Research projects are always looking for better ways to efficiently uncover interesting finds and maximize results. For the biggest of projects, having unlimited computing power can be a game changer that improves the research process from start to finish. Extensive, world-class research that goes beyond the depths of our imaginations can only go as far as its infrastructure can carry it, and the scientific supercomputers that are so often necessary to carry large computations are expensive, allowing for only a handful players in the world to afford them — until a protocol like Golem is brought into the picture.
The Golem Network is fully democratized, granting these initiatives access to resources previously out of reach. Running on top of a network such as Golem, ambitious research can grow with limited restraints.
One example of ambitious research maximizing its potential with computing power is Golem's collaborative project with Allchemy, [email protected] This is an ongoing mission to recreate billions of chemical reactions and molecular bonds and trace back to the first forms of life on Earth. While similar research projects of this nature have previously been completed, none have grown to this scale — [email protected] is already approaching its tenth generation and the pool of early-Earth molecules being analyzed is already near the billions (previous research has only reached the thousands). By harnessing Golem’s unlimited computing power, [email protected] is able to take this research to entirely new levels, leading to a myriad of new use cases for scientific research built on top of protocols like Golem.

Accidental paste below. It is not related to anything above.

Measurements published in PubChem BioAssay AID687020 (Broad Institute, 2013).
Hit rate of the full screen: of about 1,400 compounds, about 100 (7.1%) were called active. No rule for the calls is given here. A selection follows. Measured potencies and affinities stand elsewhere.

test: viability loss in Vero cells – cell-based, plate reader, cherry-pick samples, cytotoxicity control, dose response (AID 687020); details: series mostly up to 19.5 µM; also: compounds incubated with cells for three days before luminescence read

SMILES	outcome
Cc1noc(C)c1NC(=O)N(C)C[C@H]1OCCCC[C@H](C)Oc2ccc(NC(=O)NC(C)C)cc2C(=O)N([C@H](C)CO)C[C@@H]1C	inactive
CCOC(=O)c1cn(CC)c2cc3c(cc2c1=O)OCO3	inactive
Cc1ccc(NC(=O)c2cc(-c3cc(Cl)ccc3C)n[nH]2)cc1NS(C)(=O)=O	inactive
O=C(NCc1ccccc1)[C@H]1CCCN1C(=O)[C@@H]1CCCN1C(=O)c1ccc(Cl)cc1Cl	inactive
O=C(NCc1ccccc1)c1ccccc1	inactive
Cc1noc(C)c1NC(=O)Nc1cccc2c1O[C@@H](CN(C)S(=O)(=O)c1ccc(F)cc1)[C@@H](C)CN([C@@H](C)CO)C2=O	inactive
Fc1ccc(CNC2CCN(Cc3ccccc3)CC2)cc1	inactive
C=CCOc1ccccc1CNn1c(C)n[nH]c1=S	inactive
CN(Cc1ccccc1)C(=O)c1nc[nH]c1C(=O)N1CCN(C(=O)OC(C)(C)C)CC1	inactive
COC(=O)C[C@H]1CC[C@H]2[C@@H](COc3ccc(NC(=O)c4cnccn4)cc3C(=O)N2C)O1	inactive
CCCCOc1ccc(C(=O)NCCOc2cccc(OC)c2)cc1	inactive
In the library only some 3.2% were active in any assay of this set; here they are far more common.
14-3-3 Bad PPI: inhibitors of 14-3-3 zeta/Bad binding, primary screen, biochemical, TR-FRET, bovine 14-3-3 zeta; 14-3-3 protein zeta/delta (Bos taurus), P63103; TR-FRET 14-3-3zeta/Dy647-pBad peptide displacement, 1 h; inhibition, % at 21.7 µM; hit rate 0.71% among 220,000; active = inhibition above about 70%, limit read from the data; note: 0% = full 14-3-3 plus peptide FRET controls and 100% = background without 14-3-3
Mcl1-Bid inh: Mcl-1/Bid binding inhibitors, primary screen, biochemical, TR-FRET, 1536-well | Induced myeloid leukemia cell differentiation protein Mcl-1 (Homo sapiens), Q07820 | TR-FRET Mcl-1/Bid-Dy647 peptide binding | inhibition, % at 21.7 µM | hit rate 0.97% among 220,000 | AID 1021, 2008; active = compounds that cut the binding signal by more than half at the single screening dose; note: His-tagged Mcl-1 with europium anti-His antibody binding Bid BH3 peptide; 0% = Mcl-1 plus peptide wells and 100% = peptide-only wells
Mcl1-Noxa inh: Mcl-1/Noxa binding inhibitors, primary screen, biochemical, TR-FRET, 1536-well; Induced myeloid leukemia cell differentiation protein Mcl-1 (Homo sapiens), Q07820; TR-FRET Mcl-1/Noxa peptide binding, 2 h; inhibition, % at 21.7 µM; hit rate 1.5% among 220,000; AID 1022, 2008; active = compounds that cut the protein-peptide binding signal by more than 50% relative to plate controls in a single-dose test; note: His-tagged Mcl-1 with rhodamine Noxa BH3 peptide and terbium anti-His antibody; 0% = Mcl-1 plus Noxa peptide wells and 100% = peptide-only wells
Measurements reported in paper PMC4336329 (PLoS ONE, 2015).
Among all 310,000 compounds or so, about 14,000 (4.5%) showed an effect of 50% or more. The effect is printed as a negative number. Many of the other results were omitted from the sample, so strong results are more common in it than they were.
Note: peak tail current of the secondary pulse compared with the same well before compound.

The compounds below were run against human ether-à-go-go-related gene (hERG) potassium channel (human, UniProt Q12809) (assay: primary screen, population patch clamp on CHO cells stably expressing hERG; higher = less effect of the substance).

Indeed, while supercomputers have existed for many years, accessing extensive amounts of additional power without a supercomputer is what sets projects like [email protected] apart. For example, The University of Wisconsin Eau Claire recently spent over 700k USD to purchase a new supercomputer to replace their previous infra...